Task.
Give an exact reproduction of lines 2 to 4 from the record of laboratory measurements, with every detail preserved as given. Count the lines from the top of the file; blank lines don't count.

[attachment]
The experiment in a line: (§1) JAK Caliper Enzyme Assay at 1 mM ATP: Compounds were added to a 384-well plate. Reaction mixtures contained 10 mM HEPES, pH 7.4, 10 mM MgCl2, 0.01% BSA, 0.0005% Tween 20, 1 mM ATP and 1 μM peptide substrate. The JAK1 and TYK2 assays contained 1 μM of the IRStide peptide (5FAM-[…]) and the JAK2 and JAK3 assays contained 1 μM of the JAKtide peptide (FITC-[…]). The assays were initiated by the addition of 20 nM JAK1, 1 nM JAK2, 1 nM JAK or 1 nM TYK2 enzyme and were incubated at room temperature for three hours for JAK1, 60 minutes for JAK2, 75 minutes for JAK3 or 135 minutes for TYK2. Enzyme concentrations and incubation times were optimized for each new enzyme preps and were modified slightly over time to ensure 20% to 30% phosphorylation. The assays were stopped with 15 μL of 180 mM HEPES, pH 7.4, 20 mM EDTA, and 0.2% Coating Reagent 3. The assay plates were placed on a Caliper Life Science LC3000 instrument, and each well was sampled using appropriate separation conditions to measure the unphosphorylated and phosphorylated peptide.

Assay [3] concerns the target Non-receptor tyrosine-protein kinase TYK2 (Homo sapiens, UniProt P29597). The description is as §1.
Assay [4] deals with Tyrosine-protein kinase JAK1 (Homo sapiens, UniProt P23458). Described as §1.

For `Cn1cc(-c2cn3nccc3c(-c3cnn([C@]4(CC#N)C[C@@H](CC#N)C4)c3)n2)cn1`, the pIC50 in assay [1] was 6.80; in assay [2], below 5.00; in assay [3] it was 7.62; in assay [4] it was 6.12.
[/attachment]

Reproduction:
Assay [3] concerns the target Non-receptor tyrosine-protein kinase TYK2 (Homo sapiens, UniProt P29597). The description is as §1.
Assay [4] deals with Tyrosine-protein kinase JAK1 (Homo sapiens, UniProt P23458). Described as §1.

For `Cn1cc(-c2cn3nccc3c(-c3cnn([C@]4(CC#N)C[C@@H](CC#N)C4)c3)n2)cn1`, the pIC50 in assay [1] was 6.80; in assay [2], below 5.00; in assay [3] it was 7.62; in assay [4] it was 6.12.